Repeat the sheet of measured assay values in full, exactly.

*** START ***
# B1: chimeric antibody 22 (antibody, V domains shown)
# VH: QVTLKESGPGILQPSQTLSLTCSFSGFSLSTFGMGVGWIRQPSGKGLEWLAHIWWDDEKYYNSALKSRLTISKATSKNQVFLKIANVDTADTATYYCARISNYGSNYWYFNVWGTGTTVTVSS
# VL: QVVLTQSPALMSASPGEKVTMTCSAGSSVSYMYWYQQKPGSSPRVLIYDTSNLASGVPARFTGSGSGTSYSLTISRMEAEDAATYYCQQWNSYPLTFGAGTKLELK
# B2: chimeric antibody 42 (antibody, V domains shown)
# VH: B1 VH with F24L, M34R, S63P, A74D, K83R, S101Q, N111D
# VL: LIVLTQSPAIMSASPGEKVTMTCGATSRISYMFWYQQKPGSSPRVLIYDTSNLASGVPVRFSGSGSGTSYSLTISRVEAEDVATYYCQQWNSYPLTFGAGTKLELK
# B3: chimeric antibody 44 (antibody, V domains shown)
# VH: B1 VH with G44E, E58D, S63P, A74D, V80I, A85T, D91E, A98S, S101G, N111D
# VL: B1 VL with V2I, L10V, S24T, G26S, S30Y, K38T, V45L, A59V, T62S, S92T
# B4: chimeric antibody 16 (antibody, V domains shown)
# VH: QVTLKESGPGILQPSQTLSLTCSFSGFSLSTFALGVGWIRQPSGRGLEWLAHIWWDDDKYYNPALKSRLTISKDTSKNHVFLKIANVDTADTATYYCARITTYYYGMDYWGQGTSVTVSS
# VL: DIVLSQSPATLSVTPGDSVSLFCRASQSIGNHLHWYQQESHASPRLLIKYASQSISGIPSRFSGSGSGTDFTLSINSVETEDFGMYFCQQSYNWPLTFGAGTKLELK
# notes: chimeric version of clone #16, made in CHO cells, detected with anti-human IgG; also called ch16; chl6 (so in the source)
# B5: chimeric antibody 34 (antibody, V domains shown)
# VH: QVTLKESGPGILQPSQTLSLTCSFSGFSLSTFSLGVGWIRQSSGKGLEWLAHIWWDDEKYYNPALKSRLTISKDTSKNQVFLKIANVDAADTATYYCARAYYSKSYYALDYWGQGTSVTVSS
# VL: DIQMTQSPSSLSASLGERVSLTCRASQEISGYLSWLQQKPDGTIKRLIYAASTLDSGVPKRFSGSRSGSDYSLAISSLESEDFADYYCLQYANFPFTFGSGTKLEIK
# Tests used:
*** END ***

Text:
# B1: chimeric antibody 22 (antibody, V domains shown)
# VH: QVTLKESGPGILQPSQTLSLTCSFSGFSLSTFGMGVGWIRQPSGKGLEWLAHIWWDDEKYYNSALKSRLTISKATSKNQVFLKIANVDTADTATYYCARISNYGSNYWYFNVWGTGTTVTVSS
# VL: QVVLTQSPALMSASPGEKVTMTCSAGSSVSYMYWYQQKPGSSPRVLIYDTSNLASGVPARFTGSGSGTSYSLTISRMEAEDAATYYCQQWNSYPLTFGAGTKLELK
# B2: chimeric antibody 42 (antibody, V domains shown)
# VH: B1 VH with F24L, M34R, S63P, A74D, K83R, S101Q, N111D
# VL: LIVLTQSPAIMSASPGEKVTMTCGATSRISYMFWYQQKPGSSPRVLIYDTSNLASGVPVRFSGSGSGTSYSLTISRVEAEDVATYYCQQWNSYPLTFGAGTKLELK
# B3: chimeric antibody 44 (antibody, V domains shown)
# VH: B1 VH with G44E, E58D, S63P, A74D, V80I, A85T, D91E, A98S, S101G, N111D
# VL: B1 VL with V2I, L10V, S24T, G26S, S30Y, K38T, V45L, A59V, T62S, S92T
# B4: chimeric antibody 16 (antibody, V domains shown)
# VH: QVTLKESGPGILQPSQTLSLTCSFSGFSLSTFALGVGWIRQPSGRGLEWLAHIWWDDDKYYNPALKSRLTISKDTSKNHVFLKIANVDTADTATYYCARITTYYYGMDYWGQGTSVTVSS
# VL: DIVLSQSPATLSVTPGDSVSLFCRASQSIGNHLHWYQQESHASPRLLIKYASQSISGIPSRFSGSGSGTDFTLSINSVETEDFGMYFCQQSYNWPLTFGAGTKLELK
# notes: chimeric version of clone #16, made in CHO cells, detected with anti-human IgG; also called ch16; chl6 (so in the source)
# B5: chimeric antibody 34 (antibody, V domains shown)
# VH: QVTLKESGPGILQPSQTLSLTCSFSGFSLSTFSLGVGWIRQSSGKGLEWLAHIWWDDEKYYNPALKSRLTISKDTSKNQVFLKIANVDAADTATYYCARAYYSKSYYALDYWGQGTSVTVSS
# VL: DIQMTQSPSSLSASLGERVSLTCRASQEISGYLSWLQQKPDGTIKRLIYAASTLDSGVPKRFSGSRSGSDYSLAISSLESEDFADYYCLQYANFPFTFGSGTKLEIK
# Tests used: